That includes labor issues. Since I began working for the trade union I’ve seen that there is a seemingly indestructible consensus on the notion of a “labor shortage” in Bulgaria. According to influential experts and organizations, this meant that those of us who stayed in the country — unlike the many who have emigrated — are lazy, uneducated, and work-shy. I started criticizing that argument by saying that the problem is not a shortage of labor but of fair wages. I’ve seen public opinion shift in the past four years and now people see mass emigration as something caused by employers. We can break that consensus through public appearances in mainstream media. We published reports on the welfare system destroying the myth of well-off benefits scroungers. Now it’s not as easy for the Right in government to exploit the issue. It is important to speak out. I hope we won’t get tired of beating our heads against the wall. These walls will crack, but our heads must be much more resilient in order to effect change.
I really hope that the momentum gained around the campaign attracts more people. I rely on people, and not funds, as funds come with certain expectations. A decent result of the campaign would give people who feel unrepresented hope that there is room for change. If we can work together, I’ll have hope. But first let’s see what happens on May 26.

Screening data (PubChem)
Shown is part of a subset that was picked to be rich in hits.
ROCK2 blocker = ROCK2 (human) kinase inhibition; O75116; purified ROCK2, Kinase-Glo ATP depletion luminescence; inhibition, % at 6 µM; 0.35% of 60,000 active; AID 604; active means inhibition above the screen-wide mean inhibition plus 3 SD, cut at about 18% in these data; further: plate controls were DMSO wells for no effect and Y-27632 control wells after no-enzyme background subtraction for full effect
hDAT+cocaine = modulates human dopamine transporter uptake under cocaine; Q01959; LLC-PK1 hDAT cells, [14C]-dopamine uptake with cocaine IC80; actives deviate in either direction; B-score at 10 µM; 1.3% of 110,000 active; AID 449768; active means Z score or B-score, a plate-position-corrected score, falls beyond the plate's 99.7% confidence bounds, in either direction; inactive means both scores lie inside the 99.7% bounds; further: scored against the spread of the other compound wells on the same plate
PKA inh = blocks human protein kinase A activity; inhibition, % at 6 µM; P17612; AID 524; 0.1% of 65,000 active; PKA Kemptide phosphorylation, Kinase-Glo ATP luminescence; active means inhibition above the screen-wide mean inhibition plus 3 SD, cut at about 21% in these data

The international left has been reinvigorated and inspired by the unexpected rise of Jeremy Corbyn in the UK and Bernie Sanders’s campaign in the US. Your approach to campaigning reminds me a bit of Bernie’s slogan, “It’s not me, it’s us.” Do you feel an affinity between your own work and the democratic-socialist project more broadly?
Politicians like Sanders and Corbyn are definitely an inspiration for many of us. However, I wouldn’t go as far as to compare my candidacy to the debates taking place in the US and the UK. The Bulgarian mainstream media did not report, for example, on Sanders’s campaign pressuring Amazon to increase wages. Very few people in Bulgaria believe that a campaign of this sort can have such a positive outcome. Business owners are treated like sacred cows. Governments, and not businesses, are blamed for the low standard of living and low wages.
Social movements in Bulgaria are struggling to defend the social rights being eroded and cannot yet formulate a general program for a radical social transformation. We are still trying to remedy the damage done by neoliberal slogans, which have convinced people that the trickle-down effect is real. We are still at the stage of reacting to attacks coming from the outside, and fighting for small reforms like the introduction of a non-taxable income. Nevertheless, I hope there will soon be a discussion of a positive democratic-socialist project in Bulgaria.